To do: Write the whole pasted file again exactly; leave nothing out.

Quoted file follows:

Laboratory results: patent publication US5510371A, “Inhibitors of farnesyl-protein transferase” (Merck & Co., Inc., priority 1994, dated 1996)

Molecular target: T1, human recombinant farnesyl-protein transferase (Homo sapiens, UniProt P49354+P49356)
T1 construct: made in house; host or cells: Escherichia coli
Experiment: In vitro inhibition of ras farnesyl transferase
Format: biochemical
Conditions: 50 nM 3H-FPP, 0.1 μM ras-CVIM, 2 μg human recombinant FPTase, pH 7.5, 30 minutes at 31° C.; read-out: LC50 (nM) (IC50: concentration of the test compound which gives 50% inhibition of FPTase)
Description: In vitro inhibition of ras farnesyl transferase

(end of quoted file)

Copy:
Laboratory results: patent publication US5510371A, “Inhibitors of farnesyl-protein transferase” (Merck & Co., Inc., priority 1994, dated 1996)

Molecular target: T1, human recombinant farnesyl-protein transferase (Homo sapiens, UniProt P49354+P49356)
T1 construct: made in house; host or cells: Escherichia coli
Experiment: In vitro inhibition of ras farnesyl transferase
Format: biochemical
Conditions: 50 nM 3H-FPP, 0.1 μM ras-CVIM, 2 μg human recombinant FPTase, pH 7.5, 30 minutes at 31° C.; read-out: LC50 (nM) (IC50: concentration of the test compound which gives 50% inhibition of FPTase)
Description: In vitro inhibition of ras farnesyl transferase